To me, one of the most disturbing provisions of Bill 78, Quebec’s new law criminalizing participation in the province’s ongoing student strike, is one that has received virtually no attention in the media. Here’s an excerpt from the English-language version of Section 18:

“If the [Education] Minister notes that [a college or university] is unable to deliver instructional services as a result of a failure by a student association to comply with an obligation imposed by this Act, the Minister may … order the institution to cease collecting the assessment established by the student association or any successor student association and to cease providing premises, furniture, notice boards, and display stands to the student association or any successor student association free of charge.

“The cessation is effective for a period equal to one term per day or part of a day during which the institution was unable to provide instructional services as a result of the failure to comply.”

What does this mean? It means that if Quebec’s education minister concludes that a campus student association contributed to a disruption of classes, he or she will have the power to cut that student association’s funding, at a rate of one semester’s funding for every day (or part of a day) disrupted.

So let’s say that at four o’clock one afternoon the provincial government announces a new tuition hike, and the student association calls a rally that evening. Because Bill 78 requires organizers of any protest to provide police with eight hours notice, the rally — even if it’s peaceful and non-disruptive — represents “a failure by a student association to comply with an obligation imposed by” the law.

And let’s say that as the rally is breaking up, a group of students decide, on their own, to march off campus. They take over a street, causing a traffic jam. A professor gets caught in that traffic jam and can’t make it to class. That professor is thus rendered “unable to to deliver instructional services.”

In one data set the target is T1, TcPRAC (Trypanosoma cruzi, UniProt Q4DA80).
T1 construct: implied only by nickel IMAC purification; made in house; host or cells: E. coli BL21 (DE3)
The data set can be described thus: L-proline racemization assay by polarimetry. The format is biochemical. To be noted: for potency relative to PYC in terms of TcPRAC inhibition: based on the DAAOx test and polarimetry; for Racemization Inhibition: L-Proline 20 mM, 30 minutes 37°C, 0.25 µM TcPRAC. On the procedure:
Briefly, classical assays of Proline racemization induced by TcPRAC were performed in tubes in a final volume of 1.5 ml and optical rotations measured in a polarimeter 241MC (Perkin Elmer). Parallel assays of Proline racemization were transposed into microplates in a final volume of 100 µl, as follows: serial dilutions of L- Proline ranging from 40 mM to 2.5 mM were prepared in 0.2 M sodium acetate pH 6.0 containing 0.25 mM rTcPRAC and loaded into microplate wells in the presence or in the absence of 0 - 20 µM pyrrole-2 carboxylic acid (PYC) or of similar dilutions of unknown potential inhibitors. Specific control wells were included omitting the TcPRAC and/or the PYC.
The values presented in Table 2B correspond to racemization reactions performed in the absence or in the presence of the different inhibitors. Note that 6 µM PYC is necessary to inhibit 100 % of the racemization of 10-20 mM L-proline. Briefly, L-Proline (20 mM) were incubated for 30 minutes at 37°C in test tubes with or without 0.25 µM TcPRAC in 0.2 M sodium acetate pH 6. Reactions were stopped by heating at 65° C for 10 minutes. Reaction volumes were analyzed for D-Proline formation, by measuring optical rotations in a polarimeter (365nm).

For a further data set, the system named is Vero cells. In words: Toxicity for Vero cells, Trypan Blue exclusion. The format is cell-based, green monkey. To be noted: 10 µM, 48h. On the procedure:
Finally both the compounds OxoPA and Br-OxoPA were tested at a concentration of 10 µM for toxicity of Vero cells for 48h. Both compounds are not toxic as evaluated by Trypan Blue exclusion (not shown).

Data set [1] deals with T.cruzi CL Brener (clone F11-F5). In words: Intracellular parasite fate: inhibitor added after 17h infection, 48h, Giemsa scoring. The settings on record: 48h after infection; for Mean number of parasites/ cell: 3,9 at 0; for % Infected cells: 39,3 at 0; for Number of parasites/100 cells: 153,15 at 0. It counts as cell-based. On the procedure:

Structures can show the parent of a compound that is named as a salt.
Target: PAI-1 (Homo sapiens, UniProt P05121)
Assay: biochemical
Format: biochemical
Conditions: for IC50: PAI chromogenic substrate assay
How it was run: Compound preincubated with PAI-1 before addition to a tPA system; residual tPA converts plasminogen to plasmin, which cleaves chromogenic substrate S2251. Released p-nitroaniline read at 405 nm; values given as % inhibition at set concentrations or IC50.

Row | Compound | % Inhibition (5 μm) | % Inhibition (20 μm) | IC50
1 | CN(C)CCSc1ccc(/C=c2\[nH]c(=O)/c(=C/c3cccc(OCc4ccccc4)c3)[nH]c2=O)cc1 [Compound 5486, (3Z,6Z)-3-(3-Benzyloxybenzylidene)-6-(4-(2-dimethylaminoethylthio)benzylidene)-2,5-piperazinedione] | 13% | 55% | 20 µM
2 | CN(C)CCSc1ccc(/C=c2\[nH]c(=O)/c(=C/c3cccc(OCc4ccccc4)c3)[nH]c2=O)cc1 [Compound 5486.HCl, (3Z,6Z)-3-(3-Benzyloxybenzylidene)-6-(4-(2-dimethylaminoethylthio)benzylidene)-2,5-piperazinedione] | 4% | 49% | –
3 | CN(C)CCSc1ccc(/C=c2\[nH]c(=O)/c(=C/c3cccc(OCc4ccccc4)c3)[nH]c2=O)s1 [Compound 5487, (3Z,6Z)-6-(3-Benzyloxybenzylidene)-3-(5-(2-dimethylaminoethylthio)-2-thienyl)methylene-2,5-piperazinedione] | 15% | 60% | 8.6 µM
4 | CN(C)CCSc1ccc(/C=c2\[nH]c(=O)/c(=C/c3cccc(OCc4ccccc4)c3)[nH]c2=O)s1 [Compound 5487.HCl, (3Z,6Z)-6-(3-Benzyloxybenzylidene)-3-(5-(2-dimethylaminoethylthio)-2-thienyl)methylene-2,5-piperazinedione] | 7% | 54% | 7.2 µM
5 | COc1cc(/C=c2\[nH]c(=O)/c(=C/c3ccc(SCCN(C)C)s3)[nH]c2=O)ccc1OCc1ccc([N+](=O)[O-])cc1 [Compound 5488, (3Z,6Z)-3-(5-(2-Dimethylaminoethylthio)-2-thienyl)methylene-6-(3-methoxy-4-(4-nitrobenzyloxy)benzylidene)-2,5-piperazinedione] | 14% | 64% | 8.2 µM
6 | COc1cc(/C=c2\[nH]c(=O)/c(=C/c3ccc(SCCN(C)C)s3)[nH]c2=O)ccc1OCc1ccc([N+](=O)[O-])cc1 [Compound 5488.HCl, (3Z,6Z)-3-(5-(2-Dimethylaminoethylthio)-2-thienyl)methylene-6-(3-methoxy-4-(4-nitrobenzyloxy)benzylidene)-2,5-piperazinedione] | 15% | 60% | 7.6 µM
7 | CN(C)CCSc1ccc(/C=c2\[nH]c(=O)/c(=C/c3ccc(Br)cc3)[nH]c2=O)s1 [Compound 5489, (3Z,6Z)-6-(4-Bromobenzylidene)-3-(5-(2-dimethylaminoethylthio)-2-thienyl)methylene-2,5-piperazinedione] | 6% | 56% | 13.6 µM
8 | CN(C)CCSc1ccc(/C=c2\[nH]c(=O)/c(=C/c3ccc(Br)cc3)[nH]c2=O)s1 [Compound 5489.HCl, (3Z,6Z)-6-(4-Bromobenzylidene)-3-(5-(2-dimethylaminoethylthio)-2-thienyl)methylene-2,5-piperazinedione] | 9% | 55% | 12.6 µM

According to the text of the law, that student association could have its student activity fee funds withheld for an entire semester. All funds, for all the association’s activities, gone.

And note how quickly the length of the suspensions mount. If, say, a student association officer calls for a blockade that drags on for two weeks, and the Education Minister finds the student association liable, that student association would see its funds withheld for seven years.

For the next seven years, that campus would — because of the actions of one officer — have no student association funding whatsoever. No money for officer stipends, or support staff, or printing. No office space, no speakers or concerts or other programming. And any clubs funded through the association would be similarly cut off — the women’s center, the cultural unions, the chess club. All gone.

And under the law the students of the campus would be prohibited from establishing another student association to replace the one they’ve lost. If a group of students, years later, after everyone involved in the original incident had long since graduated, wanted to set up a new student association, and the students of the campus voted overwhelmingly to fund the new group through their fees, they wouldn’t be allowed to.

Like so much in this law, it’s really quite astonishing.